Welcome to the ribbon, a context sensitive 'device' that places all of the functions for a variety of tasks all in one neat line. It is certainly different, a major step away from previous versions of Office. Is it better? Absolutely it is. For those new to MS Office, it has the same learning curve as any very able office application. For the well versed, a few minutes spent exploring will reveal that the ribbon is actually very good. The four major Office elements, Word, Excel, PowerPoint and Access all benefit from it.
Highlighting text and selecting a new font now sees the text on the page change as one passes the mouse over the font list. In PowerPoint, one can see changes to slide animations in the same way. Each application has features like this that make changing the look of document elements so much easier. No more does one have to make changes, assess the damage and then find the function again to make another stab. Running the mouse over some of the functions also brings up a small box with a half meaningful explanation of the function. The 'File' menu has been replaced by a Vista style button, called the Office button, I believe. A nice little touch to make the flagship Office products match the flagship OS.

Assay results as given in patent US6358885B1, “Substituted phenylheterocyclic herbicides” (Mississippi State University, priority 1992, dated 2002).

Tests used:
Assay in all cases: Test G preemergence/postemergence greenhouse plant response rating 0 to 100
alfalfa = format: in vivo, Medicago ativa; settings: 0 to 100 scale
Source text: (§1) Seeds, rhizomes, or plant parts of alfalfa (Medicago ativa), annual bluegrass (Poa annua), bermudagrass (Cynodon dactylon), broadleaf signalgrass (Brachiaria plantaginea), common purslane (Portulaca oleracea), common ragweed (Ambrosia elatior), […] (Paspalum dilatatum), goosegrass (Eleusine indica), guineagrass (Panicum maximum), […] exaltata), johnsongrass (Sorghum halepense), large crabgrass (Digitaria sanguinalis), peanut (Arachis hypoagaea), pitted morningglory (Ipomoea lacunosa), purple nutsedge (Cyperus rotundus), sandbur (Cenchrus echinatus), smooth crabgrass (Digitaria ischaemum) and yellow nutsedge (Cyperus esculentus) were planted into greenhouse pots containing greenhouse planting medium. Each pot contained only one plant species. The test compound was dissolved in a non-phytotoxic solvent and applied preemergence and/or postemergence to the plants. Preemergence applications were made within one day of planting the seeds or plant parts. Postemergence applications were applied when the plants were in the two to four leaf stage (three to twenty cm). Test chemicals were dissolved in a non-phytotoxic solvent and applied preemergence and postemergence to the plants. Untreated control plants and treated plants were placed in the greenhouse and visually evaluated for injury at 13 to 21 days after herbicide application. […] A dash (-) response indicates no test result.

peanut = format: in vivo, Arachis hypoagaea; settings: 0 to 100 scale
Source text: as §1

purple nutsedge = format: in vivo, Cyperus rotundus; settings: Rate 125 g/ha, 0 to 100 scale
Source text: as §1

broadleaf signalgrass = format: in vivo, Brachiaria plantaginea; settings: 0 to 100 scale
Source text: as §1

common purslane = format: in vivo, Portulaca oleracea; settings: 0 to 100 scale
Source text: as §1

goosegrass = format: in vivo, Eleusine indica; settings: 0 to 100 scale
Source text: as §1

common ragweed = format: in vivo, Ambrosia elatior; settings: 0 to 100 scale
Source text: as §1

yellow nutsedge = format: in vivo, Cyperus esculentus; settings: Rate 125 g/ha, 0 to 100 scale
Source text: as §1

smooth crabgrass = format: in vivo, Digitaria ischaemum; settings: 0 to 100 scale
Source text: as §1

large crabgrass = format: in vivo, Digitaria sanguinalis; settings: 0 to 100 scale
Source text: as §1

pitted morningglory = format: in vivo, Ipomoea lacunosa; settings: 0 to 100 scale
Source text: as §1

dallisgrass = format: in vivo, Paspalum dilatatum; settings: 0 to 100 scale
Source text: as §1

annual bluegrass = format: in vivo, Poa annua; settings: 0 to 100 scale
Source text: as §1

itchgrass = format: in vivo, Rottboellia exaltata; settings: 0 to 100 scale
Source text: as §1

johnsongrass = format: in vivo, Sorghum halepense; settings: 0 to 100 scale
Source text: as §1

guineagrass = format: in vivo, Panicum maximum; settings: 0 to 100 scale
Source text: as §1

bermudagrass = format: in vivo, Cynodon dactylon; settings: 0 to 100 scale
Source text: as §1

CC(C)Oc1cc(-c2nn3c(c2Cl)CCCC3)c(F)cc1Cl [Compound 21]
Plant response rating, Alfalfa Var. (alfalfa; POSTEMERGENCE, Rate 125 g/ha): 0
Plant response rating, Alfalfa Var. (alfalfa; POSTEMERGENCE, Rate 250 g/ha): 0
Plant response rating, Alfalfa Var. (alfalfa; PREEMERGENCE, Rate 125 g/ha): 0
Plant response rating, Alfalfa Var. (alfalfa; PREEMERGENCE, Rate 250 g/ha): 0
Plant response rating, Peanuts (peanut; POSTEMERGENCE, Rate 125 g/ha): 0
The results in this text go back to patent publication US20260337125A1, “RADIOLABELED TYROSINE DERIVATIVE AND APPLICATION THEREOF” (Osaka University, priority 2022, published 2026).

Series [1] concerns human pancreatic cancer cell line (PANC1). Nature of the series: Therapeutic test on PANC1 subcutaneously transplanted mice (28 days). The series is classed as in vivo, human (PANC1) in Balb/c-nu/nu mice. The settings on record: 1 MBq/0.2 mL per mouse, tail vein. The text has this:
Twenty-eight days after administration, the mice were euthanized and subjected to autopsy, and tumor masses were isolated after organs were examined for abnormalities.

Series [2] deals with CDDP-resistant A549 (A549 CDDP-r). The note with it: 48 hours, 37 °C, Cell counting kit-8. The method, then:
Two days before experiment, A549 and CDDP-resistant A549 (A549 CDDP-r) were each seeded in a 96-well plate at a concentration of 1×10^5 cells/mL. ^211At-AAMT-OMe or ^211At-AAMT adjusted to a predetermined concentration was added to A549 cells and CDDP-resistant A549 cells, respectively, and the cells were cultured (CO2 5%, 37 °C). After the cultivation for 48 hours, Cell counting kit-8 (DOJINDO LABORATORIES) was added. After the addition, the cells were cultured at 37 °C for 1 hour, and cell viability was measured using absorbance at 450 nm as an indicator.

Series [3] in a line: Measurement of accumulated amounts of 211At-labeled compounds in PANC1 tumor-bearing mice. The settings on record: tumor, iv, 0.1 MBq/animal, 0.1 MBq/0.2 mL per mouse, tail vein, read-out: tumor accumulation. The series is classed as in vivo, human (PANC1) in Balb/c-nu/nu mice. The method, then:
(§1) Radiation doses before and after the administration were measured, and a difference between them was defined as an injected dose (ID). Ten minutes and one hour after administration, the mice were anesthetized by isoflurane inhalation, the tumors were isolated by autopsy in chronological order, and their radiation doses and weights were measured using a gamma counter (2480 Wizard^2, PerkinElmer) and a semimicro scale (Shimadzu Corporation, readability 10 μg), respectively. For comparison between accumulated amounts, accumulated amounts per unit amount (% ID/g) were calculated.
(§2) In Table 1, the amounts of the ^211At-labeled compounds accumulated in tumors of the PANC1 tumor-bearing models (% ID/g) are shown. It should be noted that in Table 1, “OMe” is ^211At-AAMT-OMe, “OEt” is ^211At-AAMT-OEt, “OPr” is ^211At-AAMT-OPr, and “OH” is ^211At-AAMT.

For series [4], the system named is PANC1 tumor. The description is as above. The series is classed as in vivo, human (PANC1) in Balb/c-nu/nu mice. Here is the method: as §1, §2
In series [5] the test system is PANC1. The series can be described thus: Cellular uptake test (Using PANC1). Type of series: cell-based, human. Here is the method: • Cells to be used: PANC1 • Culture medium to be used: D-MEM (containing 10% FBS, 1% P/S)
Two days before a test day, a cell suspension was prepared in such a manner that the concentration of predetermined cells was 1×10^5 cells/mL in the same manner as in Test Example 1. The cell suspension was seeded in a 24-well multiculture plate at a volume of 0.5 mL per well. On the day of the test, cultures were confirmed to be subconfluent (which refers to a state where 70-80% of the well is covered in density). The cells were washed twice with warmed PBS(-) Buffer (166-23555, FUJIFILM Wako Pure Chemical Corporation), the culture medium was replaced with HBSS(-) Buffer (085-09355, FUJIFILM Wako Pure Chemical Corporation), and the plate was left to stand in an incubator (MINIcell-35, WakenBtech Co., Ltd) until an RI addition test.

The default colour of each application is a pastel blue, giving a much softer look than the hard edged predecessors, and is much easier on the eyes in terms of relected light off of the screen. All Office applications are still feature packed, a mark of all Office versions since the suite first appeared.
Ok, so we have this very smart new look with an easy to use interface. The downside is that not all Office applications have the ribbon. One of the major factors with MS Office was the 'integrated' look to all of the elements. While WordPerfect and Lotus were obviously cobbling together whatever they could buy in, MS Office applications all had the same look and feel to them. This is no longer true, and may be a cause of consternation with some users.
Pricing and place also set it above the majority of home users, although there is a version to suit most. A look at the website URL provided gives a 'what's in the box' view.
As I discover more about Office 2007, I wil revisit this topic. For now, I am still in the early stages of finding out all about it, but my first impression of Office 2007 is overall good.
Fri, Dec 22 2006 17:30